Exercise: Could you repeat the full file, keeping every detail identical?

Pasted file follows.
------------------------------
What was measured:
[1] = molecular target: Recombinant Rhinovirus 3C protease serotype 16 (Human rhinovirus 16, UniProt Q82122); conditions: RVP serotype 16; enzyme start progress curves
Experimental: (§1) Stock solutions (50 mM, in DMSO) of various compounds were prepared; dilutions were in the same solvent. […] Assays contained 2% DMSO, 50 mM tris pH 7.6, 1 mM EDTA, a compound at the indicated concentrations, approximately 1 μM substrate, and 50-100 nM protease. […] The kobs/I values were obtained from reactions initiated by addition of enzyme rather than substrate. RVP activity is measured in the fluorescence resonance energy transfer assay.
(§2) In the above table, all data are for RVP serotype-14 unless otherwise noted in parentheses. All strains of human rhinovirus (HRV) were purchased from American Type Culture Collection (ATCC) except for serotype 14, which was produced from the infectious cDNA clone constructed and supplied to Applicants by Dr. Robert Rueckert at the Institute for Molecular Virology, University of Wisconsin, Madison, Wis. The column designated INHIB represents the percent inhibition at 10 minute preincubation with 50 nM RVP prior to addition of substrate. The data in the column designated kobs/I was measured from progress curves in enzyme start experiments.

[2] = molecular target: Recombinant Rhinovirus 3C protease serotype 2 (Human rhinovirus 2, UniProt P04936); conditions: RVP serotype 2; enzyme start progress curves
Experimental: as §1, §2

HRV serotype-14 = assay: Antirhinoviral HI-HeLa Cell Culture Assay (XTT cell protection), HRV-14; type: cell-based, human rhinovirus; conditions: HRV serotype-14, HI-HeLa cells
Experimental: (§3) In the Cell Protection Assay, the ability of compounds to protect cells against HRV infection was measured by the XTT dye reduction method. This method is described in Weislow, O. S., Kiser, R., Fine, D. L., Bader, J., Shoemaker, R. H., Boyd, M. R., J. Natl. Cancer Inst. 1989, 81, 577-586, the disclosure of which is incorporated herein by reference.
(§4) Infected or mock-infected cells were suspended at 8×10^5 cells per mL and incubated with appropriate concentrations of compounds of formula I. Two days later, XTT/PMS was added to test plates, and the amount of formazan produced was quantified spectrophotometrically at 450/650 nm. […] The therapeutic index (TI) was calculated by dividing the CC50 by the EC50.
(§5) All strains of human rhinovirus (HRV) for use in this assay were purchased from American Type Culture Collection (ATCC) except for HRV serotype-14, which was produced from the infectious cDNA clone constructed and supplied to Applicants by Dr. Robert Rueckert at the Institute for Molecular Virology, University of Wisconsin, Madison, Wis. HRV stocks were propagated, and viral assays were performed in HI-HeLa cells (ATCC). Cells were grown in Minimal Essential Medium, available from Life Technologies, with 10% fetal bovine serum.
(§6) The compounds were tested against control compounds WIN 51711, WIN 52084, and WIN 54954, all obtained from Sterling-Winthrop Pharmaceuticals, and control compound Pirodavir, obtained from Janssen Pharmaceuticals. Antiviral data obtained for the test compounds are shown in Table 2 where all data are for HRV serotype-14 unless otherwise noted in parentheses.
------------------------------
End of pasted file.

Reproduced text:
What was measured:
[1] = molecular target: Recombinant Rhinovirus 3C protease serotype 16 (Human rhinovirus 16, UniProt Q82122); conditions: RVP serotype 16; enzyme start progress curves
Experimental: (§1) Stock solutions (50 mM, in DMSO) of various compounds were prepared; dilutions were in the same solvent. […] Assays contained 2% DMSO, 50 mM tris pH 7.6, 1 mM EDTA, a compound at the indicated concentrations, approximately 1 μM substrate, and 50-100 nM protease. […] The kobs/I values were obtained from reactions initiated by addition of enzyme rather than substrate. RVP activity is measured in the fluorescence resonance energy transfer assay.
(§2) In the above table, all data are for RVP serotype-14 unless otherwise noted in parentheses. All strains of human rhinovirus (HRV) were purchased from American Type Culture Collection (ATCC) except for serotype 14, which was produced from the infectious cDNA clone constructed and supplied to Applicants by Dr. Robert Rueckert at the Institute for Molecular Virology, University of Wisconsin, Madison, Wis. The column designated INHIB represents the percent inhibition at 10 minute preincubation with 50 nM RVP prior to addition of substrate. The data in the column designated kobs/I was measured from progress curves in enzyme start experiments.

[2] = molecular target: Recombinant Rhinovirus 3C protease serotype 2 (Human rhinovirus 2, UniProt P04936); conditions: RVP serotype 2; enzyme start progress curves
Experimental: as §1, §2

HRV serotype-14 = assay: Antirhinoviral HI-HeLa Cell Culture Assay (XTT cell protection), HRV-14; type: cell-based, human rhinovirus; conditions: HRV serotype-14, HI-HeLa cells
Experimental: (§3) In the Cell Protection Assay, the ability of compounds to protect cells against HRV infection was measured by the XTT dye reduction method. This method is described in Weislow, O. S., Kiser, R., Fine, D. L., Bader, J., Shoemaker, R. H., Boyd, M. R., J. Natl. Cancer Inst. 1989, 81, 577-586, the disclosure of which is incorporated herein by reference.
(§4) Infected or mock-infected cells were suspended at 8×10^5 cells per mL and incubated with appropriate concentrations of compounds of formula I. Two days later, XTT/PMS was added to test plates, and the amount of formazan produced was quantified spectrophotometrically at 450/650 nm. […] The therapeutic index (TI) was calculated by dividing the CC50 by the EC50.
(§5) All strains of human rhinovirus (HRV) for use in this assay were purchased from American Type Culture Collection (ATCC) except for HRV serotype-14, which was produced from the infectious cDNA clone constructed and supplied to Applicants by Dr. Robert Rueckert at the Institute for Molecular Virology, University of Wisconsin, Madison, Wis. HRV stocks were propagated, and viral assays were performed in HI-HeLa cells (ATCC). Cells were grown in Minimal Essential Medium, available from Life Technologies, with 10% fetal bovine serum.
(§6) The compounds were tested against control compounds WIN 51711, WIN 52084, and WIN 54954, all obtained from Sterling-Winthrop Pharmaceuticals, and control compound Pirodavir, obtained from Janssen Pharmaceuticals. Antiviral data obtained for the test compounds are shown in Table 2 where all data are for HRV serotype-14 unless otherwise noted in parentheses.